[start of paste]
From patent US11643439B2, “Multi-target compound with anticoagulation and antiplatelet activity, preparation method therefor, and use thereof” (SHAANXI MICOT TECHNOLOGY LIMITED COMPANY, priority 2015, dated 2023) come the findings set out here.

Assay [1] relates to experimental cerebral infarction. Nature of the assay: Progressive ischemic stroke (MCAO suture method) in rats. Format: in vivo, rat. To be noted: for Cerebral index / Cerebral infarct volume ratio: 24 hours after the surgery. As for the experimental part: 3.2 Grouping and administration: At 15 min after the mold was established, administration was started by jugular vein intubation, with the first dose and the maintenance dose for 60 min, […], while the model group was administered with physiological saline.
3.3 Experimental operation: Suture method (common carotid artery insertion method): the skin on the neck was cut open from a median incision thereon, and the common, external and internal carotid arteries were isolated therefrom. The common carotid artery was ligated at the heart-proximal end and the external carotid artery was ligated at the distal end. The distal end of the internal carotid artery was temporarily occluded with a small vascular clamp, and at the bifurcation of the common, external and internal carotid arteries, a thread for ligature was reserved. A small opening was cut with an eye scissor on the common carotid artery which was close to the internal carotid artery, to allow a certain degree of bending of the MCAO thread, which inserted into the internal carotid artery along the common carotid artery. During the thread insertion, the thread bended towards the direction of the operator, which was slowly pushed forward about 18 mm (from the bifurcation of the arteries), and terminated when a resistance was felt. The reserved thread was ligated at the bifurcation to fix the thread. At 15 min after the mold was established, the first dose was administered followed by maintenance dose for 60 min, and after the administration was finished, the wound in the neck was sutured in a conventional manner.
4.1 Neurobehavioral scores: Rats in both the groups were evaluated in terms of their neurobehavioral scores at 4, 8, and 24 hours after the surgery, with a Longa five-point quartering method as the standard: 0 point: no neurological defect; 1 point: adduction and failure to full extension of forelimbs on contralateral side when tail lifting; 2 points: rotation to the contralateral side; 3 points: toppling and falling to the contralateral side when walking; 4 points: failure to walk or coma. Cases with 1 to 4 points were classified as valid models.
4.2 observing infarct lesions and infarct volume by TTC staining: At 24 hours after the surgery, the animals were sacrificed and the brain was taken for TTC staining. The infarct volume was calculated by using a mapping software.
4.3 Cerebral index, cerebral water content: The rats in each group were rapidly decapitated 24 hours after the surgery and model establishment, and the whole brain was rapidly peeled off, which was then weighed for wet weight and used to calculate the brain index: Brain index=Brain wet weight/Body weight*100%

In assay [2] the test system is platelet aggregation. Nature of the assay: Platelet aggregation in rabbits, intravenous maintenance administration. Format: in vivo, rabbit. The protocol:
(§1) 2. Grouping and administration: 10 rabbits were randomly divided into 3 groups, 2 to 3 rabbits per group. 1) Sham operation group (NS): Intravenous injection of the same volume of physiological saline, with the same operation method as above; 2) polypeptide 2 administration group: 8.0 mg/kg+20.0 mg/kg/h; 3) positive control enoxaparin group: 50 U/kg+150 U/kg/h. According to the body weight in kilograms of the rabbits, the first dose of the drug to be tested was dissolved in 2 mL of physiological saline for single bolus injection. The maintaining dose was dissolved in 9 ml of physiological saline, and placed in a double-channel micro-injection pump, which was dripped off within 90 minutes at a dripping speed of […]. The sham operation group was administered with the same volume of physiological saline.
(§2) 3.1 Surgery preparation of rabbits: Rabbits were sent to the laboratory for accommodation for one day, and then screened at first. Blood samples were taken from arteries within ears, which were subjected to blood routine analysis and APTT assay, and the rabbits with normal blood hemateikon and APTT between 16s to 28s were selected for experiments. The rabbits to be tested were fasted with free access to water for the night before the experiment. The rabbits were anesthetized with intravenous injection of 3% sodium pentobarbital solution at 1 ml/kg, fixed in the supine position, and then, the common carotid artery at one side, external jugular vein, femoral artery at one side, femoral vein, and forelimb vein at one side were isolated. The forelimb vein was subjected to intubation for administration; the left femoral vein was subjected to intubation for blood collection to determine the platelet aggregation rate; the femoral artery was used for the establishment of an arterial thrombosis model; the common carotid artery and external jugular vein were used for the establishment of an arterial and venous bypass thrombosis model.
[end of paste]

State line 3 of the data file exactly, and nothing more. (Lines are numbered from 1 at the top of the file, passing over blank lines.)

3.3 Experimental operation: Suture method (common carotid artery insertion method): the skin on the neck was cut open from a median incision thereon, and the common, external and internal carotid arteries were isolated therefrom. The common carotid artery was ligated at the heart-proximal end and the external carotid artery was ligated at the distal end. The distal end of the internal carotid artery was temporarily occluded with a small vascular clamp, and at the bifurcation of the common, external and internal carotid arteries, a thread for ligature was reserved. A small opening was cut with an eye scissor on the common carotid artery which was close to the internal carotid artery, to allow a certain degree of bending of the MCAO thread, which inserted into the internal carotid artery along the common carotid artery. During the thread insertion, the thread bended towards the direction of the operator, which was slowly pushed forward about 18 mm (from the bifurcation of the arteries), and terminated when a resistance was felt. The reserved thread was ligated at the bifurcation to fix the thread. At 15 min after the mold was established, the first dose was administered followed by maintenance dose for 60 min, and after the administration was finished, the wound in the neck was sutured in a conventional manner.